Some individuals report that heavy labor with much perspiration reduces the effectiveness of methadone in a 24-hour period. This phenomenon is usually easily addressed with a small increase in dose, unless the individual is not being truthful. After months or years of methadone maintenance, most individuals are able to tolerate a slow taper of a few milligrams per week or month. For those persons who become suspicious or psychologically unstable as their dose is lowered, a "blind" detoxification schedule may be used, in which the individual never knows the exact amount of methadone he or she is receiving.

Pregnancy is a special situation for which continued methadone maintenance is recommended, because any withdrawal symptoms place the fetus at risk for spontaneous abortion (Finnegan, 1979). In addition, relapse to street drugs after detoxification also places the fetus at risk. Therefore, maintenance at a level of 20 mg is the safest plan. Slow detoxification down to this level can be achieved safely during the second trimester.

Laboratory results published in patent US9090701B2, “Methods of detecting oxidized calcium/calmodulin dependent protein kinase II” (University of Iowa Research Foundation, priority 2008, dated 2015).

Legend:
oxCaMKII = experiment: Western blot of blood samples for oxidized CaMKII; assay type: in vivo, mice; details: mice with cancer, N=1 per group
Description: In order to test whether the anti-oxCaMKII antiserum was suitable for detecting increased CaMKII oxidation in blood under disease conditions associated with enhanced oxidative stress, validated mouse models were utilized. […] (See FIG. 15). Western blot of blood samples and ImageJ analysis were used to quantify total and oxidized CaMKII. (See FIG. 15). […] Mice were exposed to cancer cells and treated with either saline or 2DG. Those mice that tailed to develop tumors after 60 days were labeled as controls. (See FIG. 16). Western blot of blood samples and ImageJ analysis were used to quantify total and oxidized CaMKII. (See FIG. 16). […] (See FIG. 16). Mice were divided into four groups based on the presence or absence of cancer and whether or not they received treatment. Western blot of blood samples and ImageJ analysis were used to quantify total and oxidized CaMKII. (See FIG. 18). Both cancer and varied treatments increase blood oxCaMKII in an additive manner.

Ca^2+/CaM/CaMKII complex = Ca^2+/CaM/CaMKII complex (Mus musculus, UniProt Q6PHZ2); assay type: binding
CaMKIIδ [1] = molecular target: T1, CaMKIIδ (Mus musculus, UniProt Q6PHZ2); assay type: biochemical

Other agents may be useful in maintenance of opioid users. Safety, regulatory, and political concerns unfortunately have limited the availability of methadone maintenance, so that a significant number of opiate dependent individuals who might benefit from this therapy fail to receive it. Because of these problems, the federal government in 2003 approved buprenorphine for use in the treatment of opiate withdrawal and maintenance. As previously discussed, buprenorphine is a long half-life (24 hours), mixed opiate agonist-antagonist. A dose of 8-16 mg of sublingual buprenorphine (Subutex) administered daily for 2-4 days can be extremely effective in ameliorating withdrawal symptoms (Bickel et al., 1988). For maintenance treatment, this same dose of sublingual buprenorphine (in combination with naltrexone to prevent street value, marketed as Suboxone) has been shown to be equivalently effective to methadone and LAAM in preventing relapse (Johnson et al., 2000; Mattick et al., 2003; Petitjean et al., 2001). Unlike methadone and LAAM, buprenorphine may be prescribed in the general office setting by practitioners specially qualified through the Drug Enforcement Agency. Currently, candidates for qualification are those practitioners who are either subspecialty boarded in addiction psychiatry, or who have received 8 hours of training through the American Academy of Addiction Psychiatry or the American Society of Addiction Medicine.